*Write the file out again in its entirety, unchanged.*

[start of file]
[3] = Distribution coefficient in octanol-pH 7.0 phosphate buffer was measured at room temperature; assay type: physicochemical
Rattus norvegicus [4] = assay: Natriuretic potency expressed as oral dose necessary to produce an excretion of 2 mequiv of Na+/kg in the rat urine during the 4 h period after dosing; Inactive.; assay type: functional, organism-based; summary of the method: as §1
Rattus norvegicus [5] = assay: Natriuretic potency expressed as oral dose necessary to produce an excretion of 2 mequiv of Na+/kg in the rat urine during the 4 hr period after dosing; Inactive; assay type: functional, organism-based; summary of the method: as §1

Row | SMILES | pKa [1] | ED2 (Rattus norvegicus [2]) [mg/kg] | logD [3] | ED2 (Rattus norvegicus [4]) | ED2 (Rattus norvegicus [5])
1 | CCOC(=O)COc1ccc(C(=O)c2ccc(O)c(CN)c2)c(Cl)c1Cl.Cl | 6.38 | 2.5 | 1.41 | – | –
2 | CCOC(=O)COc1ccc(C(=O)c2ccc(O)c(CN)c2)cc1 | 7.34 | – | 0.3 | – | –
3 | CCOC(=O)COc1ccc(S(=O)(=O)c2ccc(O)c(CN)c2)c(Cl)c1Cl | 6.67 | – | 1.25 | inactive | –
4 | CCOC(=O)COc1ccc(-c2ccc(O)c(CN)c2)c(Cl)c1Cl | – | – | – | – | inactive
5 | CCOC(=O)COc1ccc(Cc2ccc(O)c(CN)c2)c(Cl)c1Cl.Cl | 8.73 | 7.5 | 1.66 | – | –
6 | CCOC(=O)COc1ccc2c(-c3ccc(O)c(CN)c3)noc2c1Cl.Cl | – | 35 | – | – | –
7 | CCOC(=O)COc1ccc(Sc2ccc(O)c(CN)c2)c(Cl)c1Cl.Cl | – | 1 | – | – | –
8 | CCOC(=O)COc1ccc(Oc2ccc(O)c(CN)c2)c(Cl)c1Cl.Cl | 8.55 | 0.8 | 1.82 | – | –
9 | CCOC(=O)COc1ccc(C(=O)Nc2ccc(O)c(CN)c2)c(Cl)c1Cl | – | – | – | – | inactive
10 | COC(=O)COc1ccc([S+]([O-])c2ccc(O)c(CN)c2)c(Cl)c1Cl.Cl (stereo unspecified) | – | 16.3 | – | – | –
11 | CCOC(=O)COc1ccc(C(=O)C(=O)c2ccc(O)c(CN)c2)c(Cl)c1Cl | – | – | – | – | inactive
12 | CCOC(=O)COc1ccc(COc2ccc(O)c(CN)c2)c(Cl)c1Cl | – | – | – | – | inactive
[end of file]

[3] = Distribution coefficient in octanol-pH 7.0 phosphate buffer was measured at room temperature; assay type: physicochemical
Rattus norvegicus [4] = assay: Natriuretic potency expressed as oral dose necessary to produce an excretion of 2 mequiv of Na+/kg in the rat urine during the 4 h period after dosing; Inactive.; assay type: functional, organism-based; summary of the method: as §1
Rattus norvegicus [5] = assay: Natriuretic potency expressed as oral dose necessary to produce an excretion of 2 mequiv of Na+/kg in the rat urine during the 4 hr period after dosing; Inactive; assay type: functional, organism-based; summary of the method: as §1

Row | SMILES | pKa [1] | ED2 (Rattus norvegicus [2]) [mg/kg] | logD [3] | ED2 (Rattus norvegicus [4]) | ED2 (Rattus norvegicus [5])
1 | CCOC(=O)COc1ccc(C(=O)c2ccc(O)c(CN)c2)c(Cl)c1Cl.Cl | 6.38 | 2.5 | 1.41 | – | –
2 | CCOC(=O)COc1ccc(C(=O)c2ccc(O)c(CN)c2)cc1 | 7.34 | – | 0.3 | – | –
3 | CCOC(=O)COc1ccc(S(=O)(=O)c2ccc(O)c(CN)c2)c(Cl)c1Cl | 6.67 | – | 1.25 | inactive | –
4 | CCOC(=O)COc1ccc(-c2ccc(O)c(CN)c2)c(Cl)c1Cl | – | – | – | – | inactive
5 | CCOC(=O)COc1ccc(Cc2ccc(O)c(CN)c2)c(Cl)c1Cl.Cl | 8.73 | 7.5 | 1.66 | – | –
6 | CCOC(=O)COc1ccc2c(-c3ccc(O)c(CN)c3)noc2c1Cl.Cl | – | 35 | – | – | –
7 | CCOC(=O)COc1ccc(Sc2ccc(O)c(CN)c2)c(Cl)c1Cl.Cl | – | 1 | – | – | –
8 | CCOC(=O)COc1ccc(Oc2ccc(O)c(CN)c2)c(Cl)c1Cl.Cl | 8.55 | 0.8 | 1.82 | – | –
9 | CCOC(=O)COc1ccc(C(=O)Nc2ccc(O)c(CN)c2)c(Cl)c1Cl | – | – | – | – | inactive
10 | COC(=O)COc1ccc([S+]([O-])c2ccc(O)c(CN)c2)c(Cl)c1Cl.Cl (stereo unspecified) | – | 16.3 | – | – | –
11 | CCOC(=O)COc1ccc(C(=O)C(=O)c2ccc(O)c(CN)c2)c(Cl)c1Cl | – | – | – | – | inactive
12 | CCOC(=O)COc1ccc(COc2ccc(O)c(CN)c2)c(Cl)c1Cl | – | – | – | – | inactive